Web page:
Combining count and attitude: This is not the place for a discussion of attitude signals, but generally if you play attitude instead of count, where a high card shows that you like the suit, you should use the same principles as you did for count. In addition, when making subsequent plays in the suit they should still be count signals. Thus with 9832, and playing attitude signals, you should follow to partner's ace with the two, and then follow up with the three to show an odd number of cards left. Do not play the three first, hoping to discourage, and then follow with the two later to give the count, as this shows that you like the suit!
Count and attitude (or reversed if you fancy) are the two almost universal ways of following suit. Attitude tends to be preferred more by top partnerships, whilst count is much easier to play, and preferred by many for simplicity (it is easy to count the number of cards you have in a suit!). Ideally, a combination should be used, but that makes life even trickier. But don't try to give both at once - signals can be hard enough to read as it is, without trying to convey your whole hand with some incredibly refined methods!
In the Eastern Counties League against Essex, the A-team won 8-4, the B team 10-2, and the C team lost 3-9. Against Norfolk the A team lost 1-11, the B team 2-10, and the C team 6-6.
In the Tollemache Qualifying Round the county continued its current poor run, coming 3rd, missing out by 2 VPs from qualifying for the final!
The Newmarket Swiss Teams was won by David and Liz Kendrick, with Peter and Myra Burrows, followed by Curtin, Turner, Shawdon and Pal.
Nationally, our top placing at the Bournemouth EBU Autumn Congress was John Young, coming sixth, with David Kendrick winning the satellite final.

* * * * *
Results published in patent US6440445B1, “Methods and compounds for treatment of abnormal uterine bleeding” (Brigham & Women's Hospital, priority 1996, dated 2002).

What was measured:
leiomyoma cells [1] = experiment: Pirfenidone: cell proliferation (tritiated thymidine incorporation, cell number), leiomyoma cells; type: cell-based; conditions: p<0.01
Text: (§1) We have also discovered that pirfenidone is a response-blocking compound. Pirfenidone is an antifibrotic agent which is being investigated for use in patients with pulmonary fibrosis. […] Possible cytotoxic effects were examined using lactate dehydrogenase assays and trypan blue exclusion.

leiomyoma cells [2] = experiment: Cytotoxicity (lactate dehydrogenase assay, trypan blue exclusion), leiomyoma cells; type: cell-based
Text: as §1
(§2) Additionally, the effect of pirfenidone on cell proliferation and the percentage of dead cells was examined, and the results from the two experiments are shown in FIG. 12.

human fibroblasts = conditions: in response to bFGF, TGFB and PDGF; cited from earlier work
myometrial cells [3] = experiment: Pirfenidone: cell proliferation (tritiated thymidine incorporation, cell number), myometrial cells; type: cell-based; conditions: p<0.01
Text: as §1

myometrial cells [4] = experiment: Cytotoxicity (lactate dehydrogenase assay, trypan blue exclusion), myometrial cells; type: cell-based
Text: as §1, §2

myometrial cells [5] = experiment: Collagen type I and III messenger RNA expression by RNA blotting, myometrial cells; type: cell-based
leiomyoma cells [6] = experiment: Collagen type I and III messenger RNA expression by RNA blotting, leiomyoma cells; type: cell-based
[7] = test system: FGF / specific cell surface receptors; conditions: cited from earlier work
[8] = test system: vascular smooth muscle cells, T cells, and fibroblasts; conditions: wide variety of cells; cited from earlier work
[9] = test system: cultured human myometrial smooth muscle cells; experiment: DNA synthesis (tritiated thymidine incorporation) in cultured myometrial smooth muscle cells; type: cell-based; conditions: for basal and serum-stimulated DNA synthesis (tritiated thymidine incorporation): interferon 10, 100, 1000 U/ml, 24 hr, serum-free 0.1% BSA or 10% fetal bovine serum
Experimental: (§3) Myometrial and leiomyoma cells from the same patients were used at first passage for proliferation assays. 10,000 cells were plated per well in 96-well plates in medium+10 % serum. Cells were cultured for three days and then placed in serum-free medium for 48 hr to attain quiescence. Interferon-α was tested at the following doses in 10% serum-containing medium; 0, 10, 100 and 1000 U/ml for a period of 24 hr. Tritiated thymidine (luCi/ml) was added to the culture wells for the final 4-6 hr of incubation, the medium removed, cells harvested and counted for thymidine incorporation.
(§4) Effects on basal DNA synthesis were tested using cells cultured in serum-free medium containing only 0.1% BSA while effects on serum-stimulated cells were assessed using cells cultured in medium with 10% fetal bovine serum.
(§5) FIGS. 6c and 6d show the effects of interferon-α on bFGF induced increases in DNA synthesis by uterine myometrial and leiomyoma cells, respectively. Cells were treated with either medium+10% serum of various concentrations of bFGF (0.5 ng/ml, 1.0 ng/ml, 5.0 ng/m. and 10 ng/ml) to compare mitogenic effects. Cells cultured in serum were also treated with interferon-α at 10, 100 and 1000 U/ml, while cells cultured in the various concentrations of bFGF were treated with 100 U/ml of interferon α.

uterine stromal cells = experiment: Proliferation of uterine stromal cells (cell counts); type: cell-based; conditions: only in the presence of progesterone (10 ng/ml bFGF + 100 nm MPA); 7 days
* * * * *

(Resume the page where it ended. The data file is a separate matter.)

Catherine Jagger came 4th in the Women's Pre-trial, and is lying second after one weekend of the second stage. She also made the semi-final of the National Women's Teams.
In the preliminary round of the County Knockout, PATTENDEN bt JUDE, HAMILTON bt KENNEY, GREIG bt MAN, COPPING bt ELSTEIN, JONES bt MAY, HOWARD bt DE SOUZA. In the first round, HAMILTON bt RILEY, WOODRUFF bt JACOBSBERG, GREIG bt COPPING, LARLHAM bt JONES, WRAIGHT bt LAST, JAGGER bt HOWARD, ZAKRZEWSKI bt PAL
Around the Clubs:
The Thursday Club: is now back at Adrian House and able to welcome visitors once more. The new secretary is Michael Soames, tel: 01223 880011. It also has a web site - http://www.geocities.com/thursdaybridge/. Results for 2000 include the President's Shield, won by B.Copping, the St John Trophy, won by J.Caldwell, K.Smith; the MacKenzie Trophy, won by A.Gerloch, J.Townsend, the Swan Shield, won by B.Copping, M.Tedham; the Fry Teams of Four Trophy, won by J.Hart, T.Shaw, R.Mattick, E.Habib; the Unusual Partner Pairs, won by D.Marrian, R.Bissett; the Orchard Pairs, won by S. and K.Barker; and the Ladder Competition, won by G.Gittins.
Bidding ChallengeThe hand near the top of the newsletter was:
So where do you want to play? The most likely resting place is 3NT, but that will be at least one down on a heart lead. (If declarer ducks twice the defence switch to spades). Five of a minor has too many losers, 4 is ridiculous, while 4 has 3 trump losers before we get going.... but look again - in 4, on say a trump lead, declarer wins, plays A and ruff a heart, club to dummy and ruffs another heart. Two more clubs ending in dummy and declarer exits with a trump. The position is:
If, say, West cashes one trump and exits with a diamond, North leads the last club.
As an original diamond lead from East would be fatal, the only making game is 4 by South. But how on earth do you get there?
Dates for your diary:
|28 Jan 2001||County Individual Final|
|4 Feb 2001||County Pairs Final|
|11 Feb 2001||ECL v Northants (H)|
|25 Feb 2001||ECL v University (A)|
|1 Apr 2001||Swiss Teams Club Challenge|
|10 Jun 2001||Jubilee Swiss Pairs|
The Nicko 1999-2000
The National Inter Club Knockout began back in the depths of recent history, with the first winners being the Cambridge Club, as reported in the second ever issue of this newsletter. The local press generously described it as the International Club Knockout! In its tenth year, and having been through about ten different names, it is back to being called the Nicko, and the Cambridge Club have won again, with a completely different squad from that of the previous success.